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The Yau Law Firm
Focused on Protecting Businesses and Representing the Injured

NFL: Owners and Players Settle on a New Collective Bargaining Agreement

After months of intense negotiating, the NFL Lockout came to a close late this July.  Team owners unanimously voted, with the Oakland Raiders abstaining, to ratify the National Football League Players Association’s (NFLPAlatest collective bargaining agreement (CBA) proposal.

This ended an impasse that had officially begun on March 12, 2011, just weeks after the previous collective bargaining agreement expired.  In a collective bargaining situation, an employer uses a lockout just as employees use strikes.  During a lockout, owners prevent players from practicing and playing in order to coerce players to agree to certain employment terms.  Similarly, during a strike, players refuse to work in order to force owners to agree to their terms.

Throughout its history, the NFLPA has played different roles in player advocacy.  At times, the NFLPA acted as a professional association and promoted free agency among players.  During other times and recently, players authorized the NFLPA to act as a union and bargain on their behalf.  Notably, the NFLPA has engaged in several strikes since its creation in 1956.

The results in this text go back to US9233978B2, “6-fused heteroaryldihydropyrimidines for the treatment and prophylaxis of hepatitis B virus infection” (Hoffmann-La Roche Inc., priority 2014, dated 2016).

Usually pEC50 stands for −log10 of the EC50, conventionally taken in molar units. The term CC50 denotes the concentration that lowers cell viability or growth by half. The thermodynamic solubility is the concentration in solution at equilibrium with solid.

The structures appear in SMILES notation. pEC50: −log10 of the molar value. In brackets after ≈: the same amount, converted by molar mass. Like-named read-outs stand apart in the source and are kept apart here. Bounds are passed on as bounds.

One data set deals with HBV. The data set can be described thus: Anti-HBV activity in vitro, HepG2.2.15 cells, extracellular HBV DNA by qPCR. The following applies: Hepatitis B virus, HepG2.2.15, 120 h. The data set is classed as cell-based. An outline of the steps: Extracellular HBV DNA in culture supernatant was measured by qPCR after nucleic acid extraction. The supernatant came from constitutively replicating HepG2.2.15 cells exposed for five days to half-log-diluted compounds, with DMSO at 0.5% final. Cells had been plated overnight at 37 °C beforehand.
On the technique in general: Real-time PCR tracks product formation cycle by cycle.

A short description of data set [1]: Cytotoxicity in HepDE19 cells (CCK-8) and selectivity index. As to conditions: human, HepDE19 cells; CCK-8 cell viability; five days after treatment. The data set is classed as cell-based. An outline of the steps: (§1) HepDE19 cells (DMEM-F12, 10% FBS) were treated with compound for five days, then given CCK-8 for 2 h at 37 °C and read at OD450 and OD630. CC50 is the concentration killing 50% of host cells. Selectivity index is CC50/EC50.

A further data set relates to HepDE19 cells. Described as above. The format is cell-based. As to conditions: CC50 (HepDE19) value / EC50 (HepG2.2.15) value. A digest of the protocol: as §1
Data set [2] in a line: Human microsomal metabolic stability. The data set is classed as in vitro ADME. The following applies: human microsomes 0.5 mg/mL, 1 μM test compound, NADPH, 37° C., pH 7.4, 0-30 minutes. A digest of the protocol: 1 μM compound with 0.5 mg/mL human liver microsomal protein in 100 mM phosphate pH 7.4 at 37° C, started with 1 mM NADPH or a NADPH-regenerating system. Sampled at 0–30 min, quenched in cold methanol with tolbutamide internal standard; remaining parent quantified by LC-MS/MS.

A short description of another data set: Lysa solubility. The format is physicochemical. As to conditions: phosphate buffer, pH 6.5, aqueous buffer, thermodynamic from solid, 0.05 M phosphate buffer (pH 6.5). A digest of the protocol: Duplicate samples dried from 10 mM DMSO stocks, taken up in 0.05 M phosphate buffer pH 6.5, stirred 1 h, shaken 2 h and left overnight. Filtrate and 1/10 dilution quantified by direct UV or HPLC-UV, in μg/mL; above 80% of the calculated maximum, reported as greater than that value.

The current CBA is a 10 year deal and involves notable changes in how the league operates.  First of all, a wage scale will limit pay for newly signed rookies, which should effectively reduce the length of their initial contracts.  Many players welcome this and feel that more experienced players should be making the big bucks, not the incoming rookies.  Also, there will be fewer mandatory workouts and practices during the football season.  Less training is expected to result in a lower number of injuries.

Some of the final items agreed upon were guidelines for on-field misconduct.  Under the new CBA, players seem to have greater protection when it comes to penalties and fines.  Now, the league must bring issues before the NFLPA before suspending players or fining them over $50,000.  Players also have the right to appeal a fine that is greater than a certain percentage of their salary.  Finally, the CBA provides for the possibility of human growth hormone testing in players so long as the union agrees to an acceptable method of testing.  Human growth hormone testing has been a controversial issue in professional sports, so whether the two sides will ever reach an agreement on the issue is up in the air.  One thing is for certain though: football is back – at least for the next 10 years.  

The Yau Law Firm now has a licensed sports agent and Sports Law attorney to represent athletes considering a move to the pros.  If you’re thinking about a career in professional sports, it is important to consult with an athletic agent before signing with a team.

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